There was a time when Dr William Tan did not think he would see Singapore turn 50, but he did.
The 58-year-old Paralympics athlete was diagnosed in 2009 with end-stage leukaemia and given only nine to 12 months to live.
Instead, Dr Tan marked both Singapore's jubilee and his sixth year as a cancer survivor yesterday by beginning a feat of endurance - handcycling non-stop for 50 hours.
By handcycling on the Temasek Junior College (TJC) track from 3pm yesterday to 5pm tomorrow, he aims to raise $50,000 for needy children. The funds will go to The Straits Times School Pocket Money Fund, the Rotary Club of Bugis Junction's Children in Need Fund, and Care Corner Orphanage Foundation in Chiang Mai, Thailand.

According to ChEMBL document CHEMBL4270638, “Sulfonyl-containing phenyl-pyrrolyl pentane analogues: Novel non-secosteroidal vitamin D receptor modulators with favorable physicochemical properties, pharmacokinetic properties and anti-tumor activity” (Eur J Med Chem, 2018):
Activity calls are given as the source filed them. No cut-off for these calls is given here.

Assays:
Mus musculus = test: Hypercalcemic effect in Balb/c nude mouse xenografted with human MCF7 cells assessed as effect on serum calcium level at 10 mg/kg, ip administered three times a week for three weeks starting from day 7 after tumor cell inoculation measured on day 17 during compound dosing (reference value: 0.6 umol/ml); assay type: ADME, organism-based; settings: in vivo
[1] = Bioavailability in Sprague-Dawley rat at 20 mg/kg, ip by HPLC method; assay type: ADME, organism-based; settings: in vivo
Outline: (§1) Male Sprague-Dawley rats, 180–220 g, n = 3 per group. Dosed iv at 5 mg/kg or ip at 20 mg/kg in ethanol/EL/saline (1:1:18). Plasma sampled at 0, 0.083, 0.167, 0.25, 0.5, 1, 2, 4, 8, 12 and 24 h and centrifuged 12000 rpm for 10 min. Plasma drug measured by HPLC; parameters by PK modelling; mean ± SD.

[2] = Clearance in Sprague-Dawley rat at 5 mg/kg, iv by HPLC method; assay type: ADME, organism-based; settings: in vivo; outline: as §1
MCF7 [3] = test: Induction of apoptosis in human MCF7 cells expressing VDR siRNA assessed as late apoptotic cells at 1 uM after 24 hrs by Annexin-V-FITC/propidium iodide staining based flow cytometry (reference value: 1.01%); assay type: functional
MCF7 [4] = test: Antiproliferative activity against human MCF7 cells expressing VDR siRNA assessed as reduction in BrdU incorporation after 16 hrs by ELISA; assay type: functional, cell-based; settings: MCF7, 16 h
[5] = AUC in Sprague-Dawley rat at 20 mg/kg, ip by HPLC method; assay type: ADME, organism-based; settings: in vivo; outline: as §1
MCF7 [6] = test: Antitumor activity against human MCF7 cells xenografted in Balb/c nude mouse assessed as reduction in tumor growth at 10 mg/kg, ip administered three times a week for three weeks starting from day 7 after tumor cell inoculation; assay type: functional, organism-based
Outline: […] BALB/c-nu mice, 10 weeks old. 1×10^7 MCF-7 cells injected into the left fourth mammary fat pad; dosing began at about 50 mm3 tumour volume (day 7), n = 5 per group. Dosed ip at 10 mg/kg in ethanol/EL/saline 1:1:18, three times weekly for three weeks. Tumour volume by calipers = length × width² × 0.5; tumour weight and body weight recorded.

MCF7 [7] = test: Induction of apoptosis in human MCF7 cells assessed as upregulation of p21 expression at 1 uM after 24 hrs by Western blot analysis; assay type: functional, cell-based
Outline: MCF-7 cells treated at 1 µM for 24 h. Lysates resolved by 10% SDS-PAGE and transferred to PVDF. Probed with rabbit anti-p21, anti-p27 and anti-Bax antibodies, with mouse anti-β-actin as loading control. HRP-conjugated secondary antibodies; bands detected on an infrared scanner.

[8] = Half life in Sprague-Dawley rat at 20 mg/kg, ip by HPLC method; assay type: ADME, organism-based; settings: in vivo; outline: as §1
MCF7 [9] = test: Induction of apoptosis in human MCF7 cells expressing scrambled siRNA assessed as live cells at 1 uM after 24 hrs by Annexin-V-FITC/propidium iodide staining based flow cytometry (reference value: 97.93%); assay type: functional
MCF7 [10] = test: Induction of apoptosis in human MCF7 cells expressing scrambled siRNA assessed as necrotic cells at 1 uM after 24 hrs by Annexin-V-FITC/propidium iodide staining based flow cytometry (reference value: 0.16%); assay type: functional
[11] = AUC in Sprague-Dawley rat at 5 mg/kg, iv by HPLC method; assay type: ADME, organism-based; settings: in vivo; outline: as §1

Dr Tan said this is the longest continuous duration he has handcycled since his bone marrow transplant. "It's a tall order," he said.
Half the targeted amount had been raised when Dr Tan took to the track yesterday afternoon, paced by around 30 TJC students.
For the first few hours, he also towed pre-schoolers behind him in a child chariot. Fifty five-year-olds, most from pre-school Carpe Diem Young Hearts, took turns riding it.
The pre-school is donating $50 for each child who gets a ride.
Come rain or shine, Dr Tan will attempt the 50 hours without food or sleep, surviving solely on electrolyte drinks and taking only short toilet breaks. He expects to make about 30,000 circuits of the 400m track.
He started training in January last year, clocking an average of 160km a week in his handcycle.
Dr Tan will also be thinking of his mother, 92, who was hospitalised two weeks ago after choking on her dinner: "Fifty hours is a long time to reflect on things. I guess I'll be thinking of her a lot, and the tough times she had raising me along with six siblings, as well as of Singapore's journey - one year for every hour."